If you’ve stalked a feral car and would like to submit a photo of it for posting consideration please send it to us:  info (at) feralcars (dot)com OR through our Facebook page.

Note: While we strive for factual accuracy in our posts, we readily acknowledge that we we sometimes make inadvertent mistakes.  If you happen to catch one please don’t sit there and fume; let us know where we went wrong and we’ll do our best to correct things.

"Air deece"

It’s pronounced “Rruh-no”

You had me a Marchal rally lights

You had us at Marchal rally lights

A French strain of feral fever just struck close to home and, in the spirit of liberté, égalité and fraternité, we’re here to let you know that a 1968 Renault R10 has just joined the fleet.  It’s the damnedest thing when an off-the-wall purchase seems to make sense but that’s the basic story.

Moment of transition

Moment of transition

Air vs water

Air vs water

We had two rear engine cars in the paddock: a ’67 Fiat 500 (Cinquecento) Giardiniera baby station wagon and a ’70 Volkswagen Type III Fastback.  Both of these have air cooled motors stashed under trap doors in the back.   Both have trunks in the front and room for cargo above their respective motors.  The water-cooled Renault R10 is the last rear engine model that the #1 French builder exported to the US.  Their later offerings, the R5 (marketed as “Le Car”) and Kenosha, Wisconsin-built Renault Alliance didn’t really find a market here, especially in the face of the ’70s Japanese car invasion.  After Renault sold its controlling stake in American Motors to Chrysler, it was all over for the offerings of the Régie Nationale des Usines Renault as far as the North American market was concerned. Some Renaults, however,  were sold by Chrysler as the Eagle Medallion (in concept, a great car for Sammy Davis, Jr)  and Eagle Premier which sounds like the code name for a South American dictator. 

Respect pour les anciennes

Respect pour les anciennes

We’re now down to just the “new” Renault and the little Giardinera as the Volkswagen Fastback was quickly sold off to make room for the Gallic newcomer.  Maybe it was just too “normal” to make the final cut but it was the most powerful of the three pushers with a 1.6 liter motor developing a whopping 65 horsepower.  The Cinquecento is powered by a minuscule two cylinder motor displacing slightly less than half a liter, making freeway cruising mostly a theoretical endeavor.

Open skies all'italiana

Open skies all’italiana

The Renault R10 falls somewhere in the middle of these two with a 1.1 liter motor that produces 48 horsepower.  It’s vaguely competitive on the freeway — meaning it’s capable of 65 mph under ideal conditions.  The point of its acquisition was not performance but.. hmm.. what was the point?  Oh, yes, the point was that we hadn’t had a proper French car since dear mom’s 1968 Peugeot 404 and a recent visit this winter to the giant Rétromobile* vintage car expo in Paris fired up one’s inner Francophile feelings on a certain level.  There’s always a reason, isn’t there?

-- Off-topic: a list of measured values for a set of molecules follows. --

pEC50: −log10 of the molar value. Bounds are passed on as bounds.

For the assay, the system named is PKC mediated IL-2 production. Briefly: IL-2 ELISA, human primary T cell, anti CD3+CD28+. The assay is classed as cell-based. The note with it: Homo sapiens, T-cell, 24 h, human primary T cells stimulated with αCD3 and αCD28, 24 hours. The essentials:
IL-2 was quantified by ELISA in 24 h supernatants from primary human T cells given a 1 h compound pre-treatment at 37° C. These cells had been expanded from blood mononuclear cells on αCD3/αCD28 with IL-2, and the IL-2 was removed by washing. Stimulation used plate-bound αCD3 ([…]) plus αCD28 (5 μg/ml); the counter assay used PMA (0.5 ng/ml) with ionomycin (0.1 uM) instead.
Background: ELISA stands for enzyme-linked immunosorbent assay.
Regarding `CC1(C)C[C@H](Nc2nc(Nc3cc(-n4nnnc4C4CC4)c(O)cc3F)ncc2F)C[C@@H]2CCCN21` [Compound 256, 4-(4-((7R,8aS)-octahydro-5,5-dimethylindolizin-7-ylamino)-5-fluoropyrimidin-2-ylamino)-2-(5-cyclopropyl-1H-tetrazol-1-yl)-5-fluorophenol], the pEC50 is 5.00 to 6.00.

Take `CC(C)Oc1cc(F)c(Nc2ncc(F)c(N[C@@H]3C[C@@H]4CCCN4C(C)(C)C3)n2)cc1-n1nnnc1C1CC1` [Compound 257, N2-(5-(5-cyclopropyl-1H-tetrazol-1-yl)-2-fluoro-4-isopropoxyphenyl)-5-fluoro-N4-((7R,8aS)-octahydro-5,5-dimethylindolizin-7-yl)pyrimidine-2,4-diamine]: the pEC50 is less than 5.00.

Giardinera = gardener, capice?

Giardinera = gardener, capisce?

At any rate, it’s fun to drive and gets more comments than the VW since it’s so unusual and, let’s face it, kinda cute.  So there you have it or, more appropriately, voici la voiture.  Fun to drive, fun to say:  we’ll call that a win/win.

Room for tous les copains

Room for “tous les copains”

Great speedometer font or greatest speedometer font

Great speedometer font or greatest speedometer font?

If you’re interested in acquiring your very own Renault, we wish you good luck.  There are very few for sale in this country, probably because they were thought to be disposable but we did find a doppelgänger — is it OK to use a German word in describing a French car? — in nearby Arudel, ME for just $8500.   Enjoy this commercial for the R10 from 1970 in which the car is favorably compared to a horse.

*Here’s our Rétromobile coverage for Automobile Magazine’s website.

If you’ve stalked a feral car and would like to submit a photo of it for posting consideration please send it to us:  info (at) feralcars (dot)com OR through our Facebook page.

Note: While we strive for factual accuracy in our posts, we readily acknowledge that we we sometimes make inadvertent mistakes.  If you happen to catch one please don’t sit there and fume; let us know where we went wrong and we’ll do our best to correct things.

Yes, it is Chelsea’s mother’s Oldsmobile

We just caught wind of the fact that an ’86 Olds Cutlass Ciera that once belonged to Democratic front runner Hillary Clinton is up for sale.  That gave us an excuse to delve into our extensive image bank and retrieve some examples of similar cars we’ve captured in the wild.

Hill's ride

Hill’s last ride